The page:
DALLAS (CBSDFW.COM) – In an area with a rich history of both music and art, an effort is underway to highlight that heritage and introduce a new generation to the past. It’s called “Blues Alley,” stretching along Clover between Henry and Crowdus Streets.
One might call it a fresh coat of paint for Deep Ellum.
“It’s creativity,” shared artist Martell Holloway, “it’s a community.”
Growing up in Mississippi, Holloway said he knows a lot about the blues. “I grew up on Tyrone Davis as one of my favorite blues singers. So from Tyrone Davis birthed BB King, and just a number of blues singers.”
So when the Deep Ellum Foundation invited artists to turn shades of blue into a mural tribute, he was immediately on board.
“It just makes me feel the joy that I can like put smiles on people’s faces,” said Holloway. “Especially with my art.”
There’s a reason the effort is called Blues Alley; it’s a deliberate nod to the area’s rich musical history.
“That was really the inspiration and the idea behind Blues Alley,” said Dee Ellum Foundation Executive Director Stephanie Keller Hudiburg. “This parallel between the buskers and the musicians of 100 years ago, that really made the district dynamic, and the artists of today who make it continuously that creative hub.”
Splattered with blue paint and still perched on a ladder, Steve Hunter’s mural is still a work in progress.
“I’m painting Willard Robison,” said Hunter. “He’s the very first musician to ever mention Deep Ellum in a record, 1925 I think.”
And already he’s proud.
“I mean, everybody thinks of Stevie Ray Vaughan and all the bigger names, blues artists from Dallas. But hardly anybody’s ever heard of Willard Robison. You know, he sung this song 100 years ago and it’s pretty cool to get to paint a mural that brings awareness to this guy.”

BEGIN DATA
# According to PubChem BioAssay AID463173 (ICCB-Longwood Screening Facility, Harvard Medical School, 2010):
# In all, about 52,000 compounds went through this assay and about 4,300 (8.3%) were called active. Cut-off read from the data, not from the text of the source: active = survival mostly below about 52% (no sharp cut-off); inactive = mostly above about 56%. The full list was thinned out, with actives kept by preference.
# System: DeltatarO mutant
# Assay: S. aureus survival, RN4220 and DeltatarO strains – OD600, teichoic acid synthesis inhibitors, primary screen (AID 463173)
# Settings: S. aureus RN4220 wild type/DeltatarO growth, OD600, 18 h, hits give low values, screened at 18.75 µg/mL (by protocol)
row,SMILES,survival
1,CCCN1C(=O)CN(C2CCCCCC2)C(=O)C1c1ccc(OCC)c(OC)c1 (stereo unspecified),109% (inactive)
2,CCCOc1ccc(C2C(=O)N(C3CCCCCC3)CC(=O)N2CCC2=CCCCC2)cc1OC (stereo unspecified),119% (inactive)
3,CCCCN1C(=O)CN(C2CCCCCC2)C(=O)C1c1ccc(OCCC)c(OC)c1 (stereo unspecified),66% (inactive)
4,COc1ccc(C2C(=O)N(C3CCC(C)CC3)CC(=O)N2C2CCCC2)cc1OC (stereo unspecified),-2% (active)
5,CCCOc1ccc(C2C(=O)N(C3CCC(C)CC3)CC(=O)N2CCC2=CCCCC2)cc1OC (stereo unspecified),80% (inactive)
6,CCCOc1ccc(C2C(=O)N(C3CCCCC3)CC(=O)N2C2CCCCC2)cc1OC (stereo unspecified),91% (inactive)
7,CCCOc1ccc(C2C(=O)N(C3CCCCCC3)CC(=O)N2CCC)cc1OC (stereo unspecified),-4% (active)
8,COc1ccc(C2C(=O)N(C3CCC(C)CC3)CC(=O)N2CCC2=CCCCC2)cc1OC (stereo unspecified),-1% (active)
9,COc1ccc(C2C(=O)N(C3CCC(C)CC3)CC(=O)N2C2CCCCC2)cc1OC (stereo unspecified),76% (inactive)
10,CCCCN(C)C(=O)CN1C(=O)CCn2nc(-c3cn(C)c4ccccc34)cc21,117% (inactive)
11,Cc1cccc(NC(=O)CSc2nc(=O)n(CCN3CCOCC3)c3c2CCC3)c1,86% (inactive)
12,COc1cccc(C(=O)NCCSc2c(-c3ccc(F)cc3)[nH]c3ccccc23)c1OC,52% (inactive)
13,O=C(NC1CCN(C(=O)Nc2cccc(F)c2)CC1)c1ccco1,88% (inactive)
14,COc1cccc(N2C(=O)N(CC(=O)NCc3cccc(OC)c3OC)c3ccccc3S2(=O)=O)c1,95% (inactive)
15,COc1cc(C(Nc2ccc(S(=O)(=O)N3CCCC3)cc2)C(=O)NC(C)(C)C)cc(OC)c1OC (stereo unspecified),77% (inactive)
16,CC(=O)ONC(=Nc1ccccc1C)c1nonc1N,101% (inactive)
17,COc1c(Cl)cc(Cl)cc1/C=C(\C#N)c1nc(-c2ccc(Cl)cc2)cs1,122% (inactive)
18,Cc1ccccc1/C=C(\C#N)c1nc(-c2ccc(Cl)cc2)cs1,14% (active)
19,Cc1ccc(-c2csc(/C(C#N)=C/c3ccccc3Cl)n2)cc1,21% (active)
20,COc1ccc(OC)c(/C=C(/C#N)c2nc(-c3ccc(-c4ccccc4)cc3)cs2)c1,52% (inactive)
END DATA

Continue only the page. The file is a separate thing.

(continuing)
Roughly 26 murals are complete and another six to 10 are in the works for this year. And thanks to the support of local businesses and a grant from the Texas Commission on the Arts, organizers say visitors can look forward to what’s called an “immersive blues experience.”
“We are going to have dynamic lighting,” said Hudiburg. “We want to paint the street blue so that you’ll be able to literally walk down and immerse yourself in Deep Ellum’s blues history. We also have our distillery and our brewery and our wonderful businesses that surround Blues Alley that are planning to have block parties and planning to have music and all those wonderful things that people come to Deep Ellum to experience right here in Blues Alley.”
The project has been in the works for roughly a decade and the excitement adds to the already vibrant Deep Ellum buzz.
“To see it come to life is really a dream come true for many of our artists and for us at the Deep Ellum foundation because this is a true community driven project. It’s about showcasing the homegrown talent that has long been here in Deep Ellum, but is also continuing to grow in Deep Ellum, every single day as new artists come and make their way as part of this creative community.”
A community that thrives through both the energy of art, and heart.
Holloway says it was this project that finally convinced him that he was in fact, an artist. A skill he says he crafted on Saturday mornings watching cartoons and then drawing with his Dad.
“My Dad passing on this blessing to me, my family’s supporting me… making them proud makes this special, makes this moment special.”
Source : https://www.cbsnews.com/dfw/news/blues-alley-deep-ellum-art-history/